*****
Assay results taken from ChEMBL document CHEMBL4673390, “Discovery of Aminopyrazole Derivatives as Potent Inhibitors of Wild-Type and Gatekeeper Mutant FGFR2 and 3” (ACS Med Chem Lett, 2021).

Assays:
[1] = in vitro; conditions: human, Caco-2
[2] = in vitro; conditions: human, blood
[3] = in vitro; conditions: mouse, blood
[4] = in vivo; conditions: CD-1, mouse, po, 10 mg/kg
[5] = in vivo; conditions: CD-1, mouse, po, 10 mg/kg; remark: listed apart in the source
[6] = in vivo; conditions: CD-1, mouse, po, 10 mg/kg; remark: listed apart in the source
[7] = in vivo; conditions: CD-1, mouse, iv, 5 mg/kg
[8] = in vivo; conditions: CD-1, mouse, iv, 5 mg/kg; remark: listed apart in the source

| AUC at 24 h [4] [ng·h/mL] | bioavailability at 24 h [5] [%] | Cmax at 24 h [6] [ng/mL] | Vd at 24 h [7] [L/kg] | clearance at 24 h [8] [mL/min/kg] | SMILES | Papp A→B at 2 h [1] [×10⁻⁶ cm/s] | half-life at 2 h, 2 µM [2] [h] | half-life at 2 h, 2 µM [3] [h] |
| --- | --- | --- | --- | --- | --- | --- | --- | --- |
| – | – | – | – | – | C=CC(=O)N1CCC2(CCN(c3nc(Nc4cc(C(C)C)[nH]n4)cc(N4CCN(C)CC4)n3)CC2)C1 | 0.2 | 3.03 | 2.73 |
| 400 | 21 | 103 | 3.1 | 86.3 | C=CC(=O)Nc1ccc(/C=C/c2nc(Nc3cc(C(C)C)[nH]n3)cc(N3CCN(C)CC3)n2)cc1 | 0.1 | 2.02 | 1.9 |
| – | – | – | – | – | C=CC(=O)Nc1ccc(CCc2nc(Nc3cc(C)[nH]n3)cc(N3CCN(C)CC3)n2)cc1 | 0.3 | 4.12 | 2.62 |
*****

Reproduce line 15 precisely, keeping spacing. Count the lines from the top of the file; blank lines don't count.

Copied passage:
| – | – | – | – | – | C=CC(=O)Nc1ccc(CCc2nc(Nc3cc(C)[nH]n3)cc(N3CCN(C)CC3)n2)cc1 | 0.3 | 4.12 | 2.62 |